The tiny Trypanosoma brucei parasites in Professor Danae Schulz’s biology lab at Harvey Mudd are invisible to the naked eye, but visitors to the lab are immediately aware of their presence. Signs along the west wall of the lab warn that the windows “must remain unopened.”
“It’s a safety precaution,” Schulz says, explaining that, as unlikely as the scenario might be, if a parasite made it out an open window and ended up in the bloodstream of a local cow, things wouldn’t end well for the animal.
T. brucei is an African protozoan parasite that, when transmitted to the bloodstream of a mammal through the bite of a tsetse fly, causes sleeping sickness in humans and nagana in cattle. Fortunately for Schulz and her students, humans are resistant to the particular parasites housed in the lab.
The Schulz Lab is studying how the trypanosomes are able to reprogram themselves to adapt as they move between the differing environments of the fly midgut and the mammalian bloodstream, with an eye toward trying to manipulate these adaptations to generate new therapies. Researchers in the lab divide work into two categories: Matty Walsh ’20 and Ellie Naudzius ’20 gather data at the bench, and Moira Dillon ’18 and Jingwen Liao SCR ’18 analyze data computationally.
Dillon and Liao analyze gigabytes of sequenced data. They seek to understand the role for a particular type of protein as the parasite cells change from one version, which exists in the mammalian bloodstream, to another version, which lives in the insect. “They want to know where the protein sits on a chromosome and are asking that question computationally,” Schulz explains. The students are using an existing algorithm, but there is the possibility of writing a new one if they decide they need something more specialized. “We’re really lucky at Harvey Mudd that the students have a broad skillset so we can capitalize on that,” Schulz says.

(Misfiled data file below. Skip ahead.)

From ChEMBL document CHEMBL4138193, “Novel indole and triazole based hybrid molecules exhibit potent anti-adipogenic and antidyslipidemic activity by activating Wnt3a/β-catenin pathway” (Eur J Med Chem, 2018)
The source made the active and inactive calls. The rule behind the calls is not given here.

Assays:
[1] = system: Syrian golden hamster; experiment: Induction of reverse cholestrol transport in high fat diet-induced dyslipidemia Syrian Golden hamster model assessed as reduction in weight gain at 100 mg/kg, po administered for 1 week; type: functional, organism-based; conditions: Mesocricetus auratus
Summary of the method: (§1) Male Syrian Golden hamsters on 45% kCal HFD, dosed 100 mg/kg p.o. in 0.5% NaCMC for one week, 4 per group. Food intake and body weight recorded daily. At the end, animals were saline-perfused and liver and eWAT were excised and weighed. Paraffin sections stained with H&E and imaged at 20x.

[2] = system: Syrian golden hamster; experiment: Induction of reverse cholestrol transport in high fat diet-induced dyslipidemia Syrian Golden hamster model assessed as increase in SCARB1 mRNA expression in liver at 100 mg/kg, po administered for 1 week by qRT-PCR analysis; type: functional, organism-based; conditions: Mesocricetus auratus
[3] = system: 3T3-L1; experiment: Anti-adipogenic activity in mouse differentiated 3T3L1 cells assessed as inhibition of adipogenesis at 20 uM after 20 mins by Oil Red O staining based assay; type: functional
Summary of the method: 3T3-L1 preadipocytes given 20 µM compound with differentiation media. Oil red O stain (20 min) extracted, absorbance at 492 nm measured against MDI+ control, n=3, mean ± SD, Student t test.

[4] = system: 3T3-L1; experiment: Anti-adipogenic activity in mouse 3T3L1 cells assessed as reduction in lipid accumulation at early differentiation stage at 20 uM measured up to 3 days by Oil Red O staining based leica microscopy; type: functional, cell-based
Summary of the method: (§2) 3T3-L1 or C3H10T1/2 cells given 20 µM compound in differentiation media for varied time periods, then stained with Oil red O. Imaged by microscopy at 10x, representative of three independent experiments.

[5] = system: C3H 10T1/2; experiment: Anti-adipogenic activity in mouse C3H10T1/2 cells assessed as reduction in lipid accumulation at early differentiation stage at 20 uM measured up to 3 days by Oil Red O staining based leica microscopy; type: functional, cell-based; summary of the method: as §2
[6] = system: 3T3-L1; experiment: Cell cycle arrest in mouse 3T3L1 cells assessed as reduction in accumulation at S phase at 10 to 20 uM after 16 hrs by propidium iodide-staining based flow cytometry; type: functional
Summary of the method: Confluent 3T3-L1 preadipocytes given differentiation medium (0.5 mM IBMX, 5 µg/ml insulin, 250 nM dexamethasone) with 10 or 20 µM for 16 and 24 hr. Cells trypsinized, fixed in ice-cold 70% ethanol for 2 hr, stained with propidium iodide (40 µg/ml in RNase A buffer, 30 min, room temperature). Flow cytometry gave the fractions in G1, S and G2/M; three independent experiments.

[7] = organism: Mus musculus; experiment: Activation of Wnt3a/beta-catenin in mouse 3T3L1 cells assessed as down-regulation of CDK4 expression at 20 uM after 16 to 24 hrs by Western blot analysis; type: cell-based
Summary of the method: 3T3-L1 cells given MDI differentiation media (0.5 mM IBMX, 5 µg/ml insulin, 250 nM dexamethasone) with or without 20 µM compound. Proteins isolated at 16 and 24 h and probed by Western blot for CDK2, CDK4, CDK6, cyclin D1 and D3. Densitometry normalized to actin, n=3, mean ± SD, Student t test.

Microbes are cultured in the orbital shaker, which provides the ideal environment for growing bacteria.
When working with chemicals like formaldehyde and phenol chloroform, researchers use the chemical fume hood to protect themselves from noxious fumes. Chemicals are stored in drawers below the hood and are used for various procedures, including isolating DNA.
All the non-toxic work of DNA isolation is done at the bench. DNA manipulation requires careful labeling of all the tubes because the researchers can’t actually see what they’re doing; they only know if they’ve done it correctly after a few hours when the DNA construct is measured on the spectrophotometer. Schulz (left) oversees the work of Walsh and Naudzius as they build a DNA construct that will act as a reporter when cells are tested to determine which type they are (the blood version or the insect version). When the students add the DNA construct into a cell, the cell may change color, depending on which version it is: one that exists in blood or one that exists in the insect. The researchers seek to learn whether the protein moves from one place on a chromosome to another as the cells become insect stage cells. Other equipment on the bench includes a centrifuge, PCR machine and waystations for measuring chemicals.
Used pipettes go into this decontamination bucket to soak in chlorine. Everything that touches the parasites must be thoroughly decontaminated via an autoclave in another lab.
Everything needed to prepare parasite food, including tools like a vortexer for mixing components together, is found in this section of the lab. Drawers hold supplies such as unused pipettes and PCR (polymerase chain reaction) tubes. PCR is a technique used to amplify a segment of DNA across several orders of magnitude to generate copies of a particular DNA sequence.
A small room at the back of the lab houses the tissue culture hood, a biological safety cabinet that prevents cross contamination. Schulz feeds the T. brucei “parasite food” by pipetting it into a dish where she’ll grow parasites. The food is made up of components from cow blood combined with sugars and amino acids. The parasites must be fed every two days.